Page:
Approvals for office to residential conversions jump by a quarter to 1,180 in the past year
There’s been a sharp increase in the number of offices being converted into residential properties, says Boodle Hatfield, a leading private wealth law firm.
The number of office buildings approved for conversion to residential housing has increased by 24% last year (2021) rising to 1,180 from 950 in the previous year (2020).
While the number of approvals for office to residential conversions has increased, the number of applications for which prior approval was not required (‘permitted dwellings) has fallen. Just 15% of office to residential applications (306) needed no approval last year compared to 18% (322) in 2020, 20% (365) in 2019 and 22% (433) in 2018.
The pandemic has led many businesses to either vacate or downsize their offices as they switch to hybrid-working models. Developers have sought to put this excess space to use and convert the buildings for residential use.
Andrew Wilmot-Smith, Partner in the commercial real estate team at Boodle Hatfield says: “With businesses adopting new models of working, developers are making use of excess office space to deliver much-needed housing.”
Boodle Hatfield says as many office buildings are centrally located with good transport links they are ideal for converting into high-end apartments or housing.
Rather than a costly process of demolition and construction, conversion (or ‘adaptive reuse’) offers a sustainable way of creating homes – utilising the building’s existing infrastructure.
However, Andrew says that office to residential conversions need to be thought through carefully as residential occupiers have very different requirements from office occupiers in areas like heating, natural ventilation, natural light and direct access to outdoor space.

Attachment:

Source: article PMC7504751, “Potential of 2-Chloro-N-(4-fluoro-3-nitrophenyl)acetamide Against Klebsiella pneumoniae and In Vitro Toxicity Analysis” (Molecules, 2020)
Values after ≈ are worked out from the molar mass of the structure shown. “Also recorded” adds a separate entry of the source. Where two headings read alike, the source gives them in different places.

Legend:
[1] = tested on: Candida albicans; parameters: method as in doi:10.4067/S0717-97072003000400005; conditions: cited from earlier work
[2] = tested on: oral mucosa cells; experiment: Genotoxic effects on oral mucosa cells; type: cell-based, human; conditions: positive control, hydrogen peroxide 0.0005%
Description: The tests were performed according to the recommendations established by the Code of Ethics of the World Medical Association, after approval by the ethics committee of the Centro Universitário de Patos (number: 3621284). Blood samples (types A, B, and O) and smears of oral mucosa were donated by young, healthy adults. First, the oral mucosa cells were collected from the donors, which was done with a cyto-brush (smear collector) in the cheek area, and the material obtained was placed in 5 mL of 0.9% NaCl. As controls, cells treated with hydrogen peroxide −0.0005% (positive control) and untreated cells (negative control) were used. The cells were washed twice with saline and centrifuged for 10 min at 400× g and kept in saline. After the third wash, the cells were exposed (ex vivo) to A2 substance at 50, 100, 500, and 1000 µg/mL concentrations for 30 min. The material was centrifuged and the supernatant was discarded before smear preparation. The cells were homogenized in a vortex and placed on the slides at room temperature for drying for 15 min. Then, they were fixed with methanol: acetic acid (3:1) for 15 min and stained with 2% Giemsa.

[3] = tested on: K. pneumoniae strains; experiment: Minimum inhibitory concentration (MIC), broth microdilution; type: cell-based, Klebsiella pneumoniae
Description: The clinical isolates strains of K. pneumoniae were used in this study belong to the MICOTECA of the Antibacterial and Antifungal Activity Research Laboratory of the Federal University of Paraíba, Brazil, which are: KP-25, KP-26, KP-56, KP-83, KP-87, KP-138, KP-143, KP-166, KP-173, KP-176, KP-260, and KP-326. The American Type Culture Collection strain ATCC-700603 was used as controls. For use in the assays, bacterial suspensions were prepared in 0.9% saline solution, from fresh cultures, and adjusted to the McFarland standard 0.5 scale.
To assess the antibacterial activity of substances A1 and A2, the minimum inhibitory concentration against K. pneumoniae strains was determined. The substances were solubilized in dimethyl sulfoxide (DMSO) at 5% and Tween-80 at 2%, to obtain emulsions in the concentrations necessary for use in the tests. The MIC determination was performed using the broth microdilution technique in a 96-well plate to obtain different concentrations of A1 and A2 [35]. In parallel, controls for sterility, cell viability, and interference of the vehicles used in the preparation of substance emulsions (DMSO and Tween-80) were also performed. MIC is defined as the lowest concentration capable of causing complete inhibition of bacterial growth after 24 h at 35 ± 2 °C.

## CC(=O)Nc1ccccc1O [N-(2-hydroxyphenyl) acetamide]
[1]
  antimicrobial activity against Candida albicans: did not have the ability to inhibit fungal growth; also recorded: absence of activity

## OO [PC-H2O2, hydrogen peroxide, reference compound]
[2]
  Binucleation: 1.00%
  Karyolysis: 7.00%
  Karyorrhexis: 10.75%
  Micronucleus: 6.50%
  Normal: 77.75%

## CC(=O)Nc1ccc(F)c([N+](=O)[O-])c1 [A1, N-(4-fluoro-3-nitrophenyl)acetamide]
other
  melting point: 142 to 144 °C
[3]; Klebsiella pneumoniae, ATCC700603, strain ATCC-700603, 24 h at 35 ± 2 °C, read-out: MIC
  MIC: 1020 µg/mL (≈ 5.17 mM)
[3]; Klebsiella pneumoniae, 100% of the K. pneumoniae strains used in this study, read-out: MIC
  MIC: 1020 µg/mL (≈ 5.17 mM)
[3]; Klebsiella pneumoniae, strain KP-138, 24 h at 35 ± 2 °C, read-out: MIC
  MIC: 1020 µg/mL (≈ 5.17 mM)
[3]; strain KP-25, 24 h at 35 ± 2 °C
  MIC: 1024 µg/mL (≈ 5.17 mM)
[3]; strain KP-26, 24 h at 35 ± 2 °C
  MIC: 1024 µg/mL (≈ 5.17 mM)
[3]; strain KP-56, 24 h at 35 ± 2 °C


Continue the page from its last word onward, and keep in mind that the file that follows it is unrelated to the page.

There have been concerns that some office to residential conversions may suffer from poor plumbing, lack of resilience to extreme weather, limited outdoor space and poor insulation.
Andrew, adds “Local authorities and developers need to work together to ensure that vacant office space is put to good use. Any office space converted to residential property needs to be high quality, sustainable and up to appropriate health and safety standards.”
Andrew says repurposing office space for residential use will help tackle chronic housing shortages in the UK. The National Housing Federation estimates around 340,000 new homes will need to be built in England each year to meet demand.
Transforming commercial into residential space has become easier since the introduction of permitted development rights in 2013. These enable certain types of buildings to be converted without the need for planning permission. Historically, there has been strong resistance from some local authorities using Article 4 directions to disapply permitted development rights to preserve employment space, but it appears that post-pandemic, that resistance is weakening.
Sharp rise in number of applications granted to convert offices into residential buildings